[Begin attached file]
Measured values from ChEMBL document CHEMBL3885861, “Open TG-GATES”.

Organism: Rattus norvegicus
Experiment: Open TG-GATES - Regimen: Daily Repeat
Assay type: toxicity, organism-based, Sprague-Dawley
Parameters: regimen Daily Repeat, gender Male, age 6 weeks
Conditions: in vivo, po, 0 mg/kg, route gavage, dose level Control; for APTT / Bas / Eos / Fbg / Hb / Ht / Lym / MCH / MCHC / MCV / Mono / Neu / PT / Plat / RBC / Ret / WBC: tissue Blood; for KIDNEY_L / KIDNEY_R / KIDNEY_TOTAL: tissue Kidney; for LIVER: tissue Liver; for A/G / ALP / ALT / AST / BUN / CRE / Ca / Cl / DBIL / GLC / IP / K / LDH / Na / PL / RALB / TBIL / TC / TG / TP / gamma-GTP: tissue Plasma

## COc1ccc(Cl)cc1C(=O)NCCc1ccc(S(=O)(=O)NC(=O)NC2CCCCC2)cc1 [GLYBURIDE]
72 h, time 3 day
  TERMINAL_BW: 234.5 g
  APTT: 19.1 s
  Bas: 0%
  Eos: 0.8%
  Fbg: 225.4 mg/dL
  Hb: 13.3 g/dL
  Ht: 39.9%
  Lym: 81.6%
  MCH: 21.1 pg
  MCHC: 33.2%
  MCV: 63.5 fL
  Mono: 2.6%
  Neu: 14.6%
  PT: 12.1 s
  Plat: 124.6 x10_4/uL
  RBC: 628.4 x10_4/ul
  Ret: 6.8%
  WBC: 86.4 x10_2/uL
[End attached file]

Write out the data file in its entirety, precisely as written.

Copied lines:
Measured values from ChEMBL document CHEMBL3885861, “Open TG-GATES”.

Organism: Rattus norvegicus
Experiment: Open TG-GATES - Regimen: Daily Repeat
Assay type: toxicity, organism-based, Sprague-Dawley
Parameters: regimen Daily Repeat, gender Male, age 6 weeks
Conditions: in vivo, po, 0 mg/kg, route gavage, dose level Control; for APTT / Bas / Eos / Fbg / Hb / Ht / Lym / MCH / MCHC / MCV / Mono / Neu / PT / Plat / RBC / Ret / WBC: tissue Blood; for KIDNEY_L / KIDNEY_R / KIDNEY_TOTAL: tissue Kidney; for LIVER: tissue Liver; for A/G / ALP / ALT / AST / BUN / CRE / Ca / Cl / DBIL / GLC / IP / K / LDH / Na / PL / RALB / TBIL / TC / TG / TP / gamma-GTP: tissue Plasma

## COc1ccc(Cl)cc1C(=O)NCCc1ccc(S(=O)(=O)NC(=O)NC2CCCCC2)cc1 [GLYBURIDE]
72 h, time 3 day
  TERMINAL_BW: 234.5 g
  APTT: 19.1 s
  Bas: 0%
  Eos: 0.8%
  Fbg: 225.4 mg/dL
  Hb: 13.3 g/dL
  Ht: 39.9%
  Lym: 81.6%
  MCH: 21.1 pg
  MCHC: 33.2%
  MCV: 63.5 fL
  Mono: 2.6%
  Neu: 14.6%
  PT: 12.1 s
  Plat: 124.6 x10_4/uL
  RBC: 628.4 x10_4/ul
  Ret: 6.8%
  WBC: 86.4 x10_2/uL